He never gives colors to the things in nature; instead, he describes them as they are. By personifying them, he gives them human life, but he does so unwittingly since he believes they are living creatures capable of carrying out human duties. He is the greatest romanticist of his day due to his mythopoeic power. His “Euganean Hills,” where he is calm and comforted by the natural scene all around him as well as the fictitious land, demonstrate his belief in the therapeutic power of nature.


Romantic poets are known for their emphasis on the quality of imagination. According to Shelley; we don’t wish to know facts in poetry, history, people’s personal lives, satire, or panegyric. They are the many distractions and random points on which we rely and to which we apply those delicate and fleeting mental hues that language communicates, delighting and enlightening us in precisely the right amounts. Poetry, according to Shelley, is “the manifestation of imagination” because it brings disparate elements together harmoniously rather than dividing them through analysis.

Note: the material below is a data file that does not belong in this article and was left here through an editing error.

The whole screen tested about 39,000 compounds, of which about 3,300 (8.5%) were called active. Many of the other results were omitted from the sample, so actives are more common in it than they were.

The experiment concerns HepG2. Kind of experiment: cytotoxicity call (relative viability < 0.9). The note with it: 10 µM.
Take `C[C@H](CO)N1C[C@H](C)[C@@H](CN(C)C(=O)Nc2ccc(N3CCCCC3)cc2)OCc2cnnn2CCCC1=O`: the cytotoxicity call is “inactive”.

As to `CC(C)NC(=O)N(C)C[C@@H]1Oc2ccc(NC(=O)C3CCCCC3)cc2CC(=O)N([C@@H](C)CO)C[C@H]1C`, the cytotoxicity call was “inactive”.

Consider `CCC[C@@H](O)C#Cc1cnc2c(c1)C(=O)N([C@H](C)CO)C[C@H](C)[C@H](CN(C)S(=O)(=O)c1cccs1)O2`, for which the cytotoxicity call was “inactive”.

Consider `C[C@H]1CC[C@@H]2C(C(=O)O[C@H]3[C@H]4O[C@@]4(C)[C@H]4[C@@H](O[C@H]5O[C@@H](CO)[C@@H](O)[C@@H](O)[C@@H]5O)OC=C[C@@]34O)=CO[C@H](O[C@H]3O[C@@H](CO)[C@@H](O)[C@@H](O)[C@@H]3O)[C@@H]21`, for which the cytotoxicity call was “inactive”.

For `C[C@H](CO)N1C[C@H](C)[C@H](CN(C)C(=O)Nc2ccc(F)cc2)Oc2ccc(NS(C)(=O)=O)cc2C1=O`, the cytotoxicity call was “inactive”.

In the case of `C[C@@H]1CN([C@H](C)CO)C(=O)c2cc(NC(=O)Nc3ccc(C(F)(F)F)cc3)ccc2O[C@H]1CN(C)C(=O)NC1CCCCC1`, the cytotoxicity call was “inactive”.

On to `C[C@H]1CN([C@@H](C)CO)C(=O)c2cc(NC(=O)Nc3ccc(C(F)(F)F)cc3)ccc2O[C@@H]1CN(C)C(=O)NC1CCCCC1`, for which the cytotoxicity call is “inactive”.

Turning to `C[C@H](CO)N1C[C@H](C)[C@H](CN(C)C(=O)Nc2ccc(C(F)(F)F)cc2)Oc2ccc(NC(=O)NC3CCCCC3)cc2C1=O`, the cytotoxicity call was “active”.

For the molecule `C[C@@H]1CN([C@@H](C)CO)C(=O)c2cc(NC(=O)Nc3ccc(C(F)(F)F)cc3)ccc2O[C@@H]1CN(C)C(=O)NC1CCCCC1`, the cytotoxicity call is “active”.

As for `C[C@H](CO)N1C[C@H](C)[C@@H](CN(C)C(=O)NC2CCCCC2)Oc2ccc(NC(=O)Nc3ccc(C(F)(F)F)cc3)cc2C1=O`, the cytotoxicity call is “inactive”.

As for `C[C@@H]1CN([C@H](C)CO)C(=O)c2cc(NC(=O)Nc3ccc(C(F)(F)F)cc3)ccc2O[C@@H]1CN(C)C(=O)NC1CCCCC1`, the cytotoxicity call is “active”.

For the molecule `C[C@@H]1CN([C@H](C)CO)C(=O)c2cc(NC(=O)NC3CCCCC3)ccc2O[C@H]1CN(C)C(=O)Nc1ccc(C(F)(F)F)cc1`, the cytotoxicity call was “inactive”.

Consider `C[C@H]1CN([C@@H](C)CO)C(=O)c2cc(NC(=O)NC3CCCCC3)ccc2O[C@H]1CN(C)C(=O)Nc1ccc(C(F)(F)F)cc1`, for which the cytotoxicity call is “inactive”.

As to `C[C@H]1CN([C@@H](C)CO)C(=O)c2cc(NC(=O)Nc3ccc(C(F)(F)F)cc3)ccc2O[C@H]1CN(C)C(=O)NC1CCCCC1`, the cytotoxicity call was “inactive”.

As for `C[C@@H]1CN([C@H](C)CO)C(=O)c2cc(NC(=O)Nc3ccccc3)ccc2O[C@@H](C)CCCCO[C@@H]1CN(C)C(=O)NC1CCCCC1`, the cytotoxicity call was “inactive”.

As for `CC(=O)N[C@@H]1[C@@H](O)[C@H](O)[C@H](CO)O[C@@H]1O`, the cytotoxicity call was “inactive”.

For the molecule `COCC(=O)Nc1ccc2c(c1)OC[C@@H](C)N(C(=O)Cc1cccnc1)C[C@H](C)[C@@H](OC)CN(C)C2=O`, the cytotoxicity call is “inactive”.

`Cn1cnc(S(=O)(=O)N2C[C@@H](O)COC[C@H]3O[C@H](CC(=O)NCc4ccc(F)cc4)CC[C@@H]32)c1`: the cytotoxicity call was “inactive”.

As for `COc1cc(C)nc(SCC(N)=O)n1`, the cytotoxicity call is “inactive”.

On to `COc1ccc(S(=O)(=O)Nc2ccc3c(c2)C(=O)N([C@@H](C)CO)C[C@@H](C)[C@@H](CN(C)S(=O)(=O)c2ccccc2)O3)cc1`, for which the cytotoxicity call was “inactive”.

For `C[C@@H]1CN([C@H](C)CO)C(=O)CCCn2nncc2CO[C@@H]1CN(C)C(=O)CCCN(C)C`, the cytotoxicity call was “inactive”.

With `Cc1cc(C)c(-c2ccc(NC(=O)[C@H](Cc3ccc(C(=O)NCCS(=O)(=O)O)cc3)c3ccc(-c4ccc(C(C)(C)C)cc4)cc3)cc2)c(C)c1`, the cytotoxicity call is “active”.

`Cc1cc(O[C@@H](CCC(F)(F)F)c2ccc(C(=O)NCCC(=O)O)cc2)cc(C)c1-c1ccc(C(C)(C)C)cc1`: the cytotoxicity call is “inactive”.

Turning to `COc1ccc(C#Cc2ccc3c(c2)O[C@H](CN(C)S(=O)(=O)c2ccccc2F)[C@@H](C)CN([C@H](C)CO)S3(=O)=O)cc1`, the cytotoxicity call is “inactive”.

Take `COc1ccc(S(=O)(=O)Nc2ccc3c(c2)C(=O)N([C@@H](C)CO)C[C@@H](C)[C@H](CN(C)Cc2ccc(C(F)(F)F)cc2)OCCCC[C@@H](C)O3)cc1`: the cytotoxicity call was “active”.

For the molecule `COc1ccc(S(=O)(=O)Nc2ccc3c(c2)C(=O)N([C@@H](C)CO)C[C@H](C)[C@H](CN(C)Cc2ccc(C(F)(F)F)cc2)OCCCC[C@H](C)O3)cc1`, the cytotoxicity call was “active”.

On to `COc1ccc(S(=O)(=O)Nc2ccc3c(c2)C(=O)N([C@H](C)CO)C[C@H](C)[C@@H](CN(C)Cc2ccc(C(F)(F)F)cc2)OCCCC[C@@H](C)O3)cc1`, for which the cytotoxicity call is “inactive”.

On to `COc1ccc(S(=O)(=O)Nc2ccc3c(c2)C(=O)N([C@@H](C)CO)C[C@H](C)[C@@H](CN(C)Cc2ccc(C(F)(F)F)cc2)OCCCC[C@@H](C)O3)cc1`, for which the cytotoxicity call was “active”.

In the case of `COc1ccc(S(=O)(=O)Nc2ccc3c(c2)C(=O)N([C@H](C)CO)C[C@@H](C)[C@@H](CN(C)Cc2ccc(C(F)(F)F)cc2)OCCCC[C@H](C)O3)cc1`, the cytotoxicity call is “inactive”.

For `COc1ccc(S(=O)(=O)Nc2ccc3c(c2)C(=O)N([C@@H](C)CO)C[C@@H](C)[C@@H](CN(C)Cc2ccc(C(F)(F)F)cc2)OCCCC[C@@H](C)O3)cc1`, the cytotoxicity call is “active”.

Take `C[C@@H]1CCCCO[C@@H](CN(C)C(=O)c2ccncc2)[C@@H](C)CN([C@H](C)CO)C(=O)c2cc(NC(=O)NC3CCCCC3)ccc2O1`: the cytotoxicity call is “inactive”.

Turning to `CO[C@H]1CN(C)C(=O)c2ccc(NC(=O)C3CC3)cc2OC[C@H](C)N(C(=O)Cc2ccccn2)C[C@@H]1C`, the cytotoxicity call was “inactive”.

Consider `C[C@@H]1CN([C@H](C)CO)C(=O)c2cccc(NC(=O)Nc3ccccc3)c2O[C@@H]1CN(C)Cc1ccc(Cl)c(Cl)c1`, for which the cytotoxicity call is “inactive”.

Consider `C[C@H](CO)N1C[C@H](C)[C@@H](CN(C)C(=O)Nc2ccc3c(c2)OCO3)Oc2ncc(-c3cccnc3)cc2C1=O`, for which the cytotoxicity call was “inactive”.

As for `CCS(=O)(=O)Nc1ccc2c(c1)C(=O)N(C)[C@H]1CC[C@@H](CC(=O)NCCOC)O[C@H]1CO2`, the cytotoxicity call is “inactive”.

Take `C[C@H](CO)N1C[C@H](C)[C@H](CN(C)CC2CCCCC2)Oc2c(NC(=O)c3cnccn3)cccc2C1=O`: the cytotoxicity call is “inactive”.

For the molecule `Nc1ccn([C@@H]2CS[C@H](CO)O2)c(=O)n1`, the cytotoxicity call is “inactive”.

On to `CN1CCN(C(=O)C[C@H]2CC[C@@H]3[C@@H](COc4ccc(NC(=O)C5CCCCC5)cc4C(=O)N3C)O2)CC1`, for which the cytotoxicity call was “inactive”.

Shelley ventured into the unknown with courage, and he believed his justifications should be based on his imagination. His mission was a success once he had persuaded the public that imagination’s function is to dream up images through which reality may be made known to the outside world.


Melancholy (sad emotions) is a prominent theme in romantic poetry because it served as a key source of inspiration for the Romantic  authors. Even though Shelley believed in the spirituality of humanity and was a man of hope and optimism, he portrays himself in his poems as a man of bad luck who is subject to evil and pain. In his “Ode to the West Wind,” he states the following: